These reviews have been copied from the New York Public Library’s Website – http://www.nypl.org
School Library Journal
SLJ Reviews 2008 January
Gr 9 Up— Conservative, closeted, and a Christian, Paul has a girlfriend and sticks to the straight and narrow in his small Texas town. He’s changed his name from Pablo to appear more American, and he keeps his mouth shut when it comes to hot topics, like who is gay and who isn’t—until Manuel, who happens to be openly gay and Christian, wanders in on his turf. The new guy slips easily into the high school senior’s mostly accepting circle of friends and his Bible-study group. Before he knows it, Paul finds himself spending more and more time around Manuel, who simultaneously bends his heartstrings and his belief system. The results are a boxing-ring-like philosophical and spiritual debate on the intersection of homosexuality and religion. Sanchez’s cleverly diverse characterizations, conversational stylings, and sense of humor lighten this potentially daunting theme. Plus, the brewing romance between the pair—not to mention the dissolution of Paul’s romance with his loyally lovable girlfriend—keeps the pages turning during even the most excruciatingly detailed Bible-passage battles between the two warring parties. These rightfully thought-provoking debates—most of which happen either in after-school Bible study or between Paul and Manuel—make Sanchez’s latest an intense, necessary addition to the burgeoning LGBTQ teen lit canon.—Hillias J. Martin, New York Public Library
[Page 124]. Copyright 2008 Reed Business Information.
Booklist Reviews 2007 October #1
Paul, a high-school senior and a committed Christian, loves his girlfriend, but worries about the feelings he has for guys. Then Manuel, openly gay, comes to town. Manuel says he’s a Christian, too, but Paul doesn’t understand how those two things are compatible. As the two become friends, Paul is both attracted to Manuel and repulsed by his feelings, and he continuously prays to be straight. God seems to have another path for him, though. Everyone plays an assigned role here: Paul, the conflicted gay; Manuel, secure in his sexuality; Angie, the confused girlfriend; the prejudiced jocks; the hate-the-sin, love-the-sinner pastor. There’s even a throwback to early gay literature when someone almost dies because of his sexuality. Manuel seems the least real. Relentlessly upbeat, he knows the Bible better than most preachers, and is always ready to show the real intent behind chapter and verse. More authentic is Paul’s confusion and how he uses the Bible to find answers. His investigation of the story of Sodom and Gomorrah, often quoted by homophobes, is particularly eye-opening. Copyright 2007 Booklist Reviews.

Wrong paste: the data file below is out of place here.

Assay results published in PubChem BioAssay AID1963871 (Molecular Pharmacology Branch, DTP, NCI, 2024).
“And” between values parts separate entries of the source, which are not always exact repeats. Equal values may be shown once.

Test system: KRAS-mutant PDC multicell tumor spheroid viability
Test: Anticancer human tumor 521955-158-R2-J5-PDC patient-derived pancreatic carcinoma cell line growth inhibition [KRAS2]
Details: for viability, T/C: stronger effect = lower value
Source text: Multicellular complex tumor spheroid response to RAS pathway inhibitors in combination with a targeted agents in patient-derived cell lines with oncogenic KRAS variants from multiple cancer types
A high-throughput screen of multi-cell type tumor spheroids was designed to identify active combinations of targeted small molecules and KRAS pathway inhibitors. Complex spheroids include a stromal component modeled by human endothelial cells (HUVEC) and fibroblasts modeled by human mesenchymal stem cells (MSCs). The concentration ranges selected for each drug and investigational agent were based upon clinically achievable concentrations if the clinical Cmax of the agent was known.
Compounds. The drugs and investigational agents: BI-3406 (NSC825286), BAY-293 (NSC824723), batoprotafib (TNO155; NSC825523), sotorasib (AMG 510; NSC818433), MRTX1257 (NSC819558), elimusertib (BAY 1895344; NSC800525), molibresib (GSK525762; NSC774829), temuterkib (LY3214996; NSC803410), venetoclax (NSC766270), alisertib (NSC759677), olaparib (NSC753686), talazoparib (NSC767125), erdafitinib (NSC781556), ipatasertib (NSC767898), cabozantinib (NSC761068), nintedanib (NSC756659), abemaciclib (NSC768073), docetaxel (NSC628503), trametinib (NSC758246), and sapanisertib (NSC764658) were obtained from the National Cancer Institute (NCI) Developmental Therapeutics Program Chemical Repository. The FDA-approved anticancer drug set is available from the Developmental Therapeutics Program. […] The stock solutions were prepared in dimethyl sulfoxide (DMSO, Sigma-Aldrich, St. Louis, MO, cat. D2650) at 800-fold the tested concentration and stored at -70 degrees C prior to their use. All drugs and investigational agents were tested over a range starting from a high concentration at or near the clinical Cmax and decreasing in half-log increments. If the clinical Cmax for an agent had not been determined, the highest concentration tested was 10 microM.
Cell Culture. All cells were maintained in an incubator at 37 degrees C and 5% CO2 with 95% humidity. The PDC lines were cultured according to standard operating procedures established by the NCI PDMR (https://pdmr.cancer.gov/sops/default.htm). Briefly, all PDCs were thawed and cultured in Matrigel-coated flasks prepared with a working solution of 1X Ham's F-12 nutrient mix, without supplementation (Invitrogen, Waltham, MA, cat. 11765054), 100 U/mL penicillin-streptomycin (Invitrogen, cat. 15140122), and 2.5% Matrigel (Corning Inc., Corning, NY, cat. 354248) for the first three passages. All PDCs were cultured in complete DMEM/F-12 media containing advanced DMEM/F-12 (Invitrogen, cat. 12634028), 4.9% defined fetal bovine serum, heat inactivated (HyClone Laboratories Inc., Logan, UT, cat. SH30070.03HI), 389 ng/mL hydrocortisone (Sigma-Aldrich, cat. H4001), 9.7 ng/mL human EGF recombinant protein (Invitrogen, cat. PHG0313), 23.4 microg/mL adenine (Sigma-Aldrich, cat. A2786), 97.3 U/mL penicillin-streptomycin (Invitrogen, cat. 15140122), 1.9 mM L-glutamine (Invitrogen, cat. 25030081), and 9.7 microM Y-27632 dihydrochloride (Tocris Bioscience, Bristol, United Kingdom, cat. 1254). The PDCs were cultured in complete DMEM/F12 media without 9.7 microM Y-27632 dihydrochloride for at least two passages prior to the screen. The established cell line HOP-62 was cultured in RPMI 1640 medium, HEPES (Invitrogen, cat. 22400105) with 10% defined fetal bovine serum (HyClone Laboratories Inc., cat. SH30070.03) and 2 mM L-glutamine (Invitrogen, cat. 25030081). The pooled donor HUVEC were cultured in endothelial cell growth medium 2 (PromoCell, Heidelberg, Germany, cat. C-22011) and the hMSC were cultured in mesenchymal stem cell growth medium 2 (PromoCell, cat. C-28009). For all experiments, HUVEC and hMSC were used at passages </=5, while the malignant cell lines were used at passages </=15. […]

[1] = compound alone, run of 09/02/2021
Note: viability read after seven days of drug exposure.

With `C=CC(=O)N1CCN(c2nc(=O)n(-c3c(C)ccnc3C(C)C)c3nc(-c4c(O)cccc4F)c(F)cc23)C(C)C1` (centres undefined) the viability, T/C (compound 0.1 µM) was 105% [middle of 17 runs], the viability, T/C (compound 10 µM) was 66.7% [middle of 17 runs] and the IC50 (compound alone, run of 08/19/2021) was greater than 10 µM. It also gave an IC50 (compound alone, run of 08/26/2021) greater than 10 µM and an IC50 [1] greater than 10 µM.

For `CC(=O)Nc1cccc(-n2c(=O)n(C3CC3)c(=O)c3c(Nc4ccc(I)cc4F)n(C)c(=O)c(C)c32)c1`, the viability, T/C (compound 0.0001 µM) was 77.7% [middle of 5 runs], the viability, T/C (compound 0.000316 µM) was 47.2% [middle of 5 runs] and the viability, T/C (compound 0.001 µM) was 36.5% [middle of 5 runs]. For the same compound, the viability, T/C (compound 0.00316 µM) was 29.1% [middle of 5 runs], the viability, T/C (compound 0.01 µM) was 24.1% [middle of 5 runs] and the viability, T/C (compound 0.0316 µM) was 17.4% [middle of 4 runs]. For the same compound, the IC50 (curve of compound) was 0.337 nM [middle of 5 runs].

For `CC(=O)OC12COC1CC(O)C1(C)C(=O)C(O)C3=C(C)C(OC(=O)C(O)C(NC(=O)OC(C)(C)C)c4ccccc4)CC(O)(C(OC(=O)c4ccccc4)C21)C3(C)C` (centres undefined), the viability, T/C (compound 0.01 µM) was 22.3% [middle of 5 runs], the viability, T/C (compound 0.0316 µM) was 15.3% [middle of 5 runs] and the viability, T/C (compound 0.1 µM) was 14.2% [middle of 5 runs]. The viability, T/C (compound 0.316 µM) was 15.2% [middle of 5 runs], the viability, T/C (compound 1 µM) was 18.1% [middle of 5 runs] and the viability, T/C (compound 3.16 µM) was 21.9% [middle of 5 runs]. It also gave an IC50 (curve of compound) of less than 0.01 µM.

The Horn Book
Horn Book Guide Reviews 2008 Spring
Pablo (a.k.a. Paul), a devoutly Christian Mexican American, must do some heavy self-reflection after Manuel, who’s openly gay, moves to Paul’s small-minded Texas town. Though most of the supporting characters are cardboard, readers questioning their own sexuality may see themselves in Paul. Others will likely lose patience with his repeated vacillation between tentative homoerotic fantasy and the ensuing mental self-flagellation. Copyright 2008 Horn Book Guide Reviews.
Voice of Youth Advocates Reviews
VOYA Reviews 2007 October
Gay-positive Sanchez, author of Rainbow High (Simon & Schuster, 2004/VOYA December 2003), offers a story here that will resonate with Christian youth who are aware of their own or a close friend’s gay orientation. Paul (né Pablo), a senior at a small-town, Texas high school, has been dating his best friend, Angie, for years. When a new-and openly gay-student appears on the scene, Paul struggles with his attraction to Manuel, his inability to feel the same sort of attraction for Angie, and above all, the fundamentalist Christian equation of homosexuality with evil that he has internalized.Sanchez addresses theological interpretations head on but through credible use of teen dialogue and ponderings. Manuel is no less Christian in his convictions than is Paul and encourages his new friend to think beyond the anti-gay Biblical interpretation that Paul’s pastor preaches. Angie is as saintly as her name suggests, but there are bullies in the story as well. Manuel’s beating at the hands of some football players is stereotypical only because such scenes have been staple in so many young adult novels, but it rings true in terms of the context of this particular story and its setting. In the end, the protagonist not only owns his sexual orientation but can admit to his Mexican heritage and given name, Pablo, as well. Identity-sexual, ethnic, and religious-are each compelling to teens, and this novel treats all three openly and honestly.-Francisca Goldsmith 4Q 3P S Copyright 2007 Voya Reviews.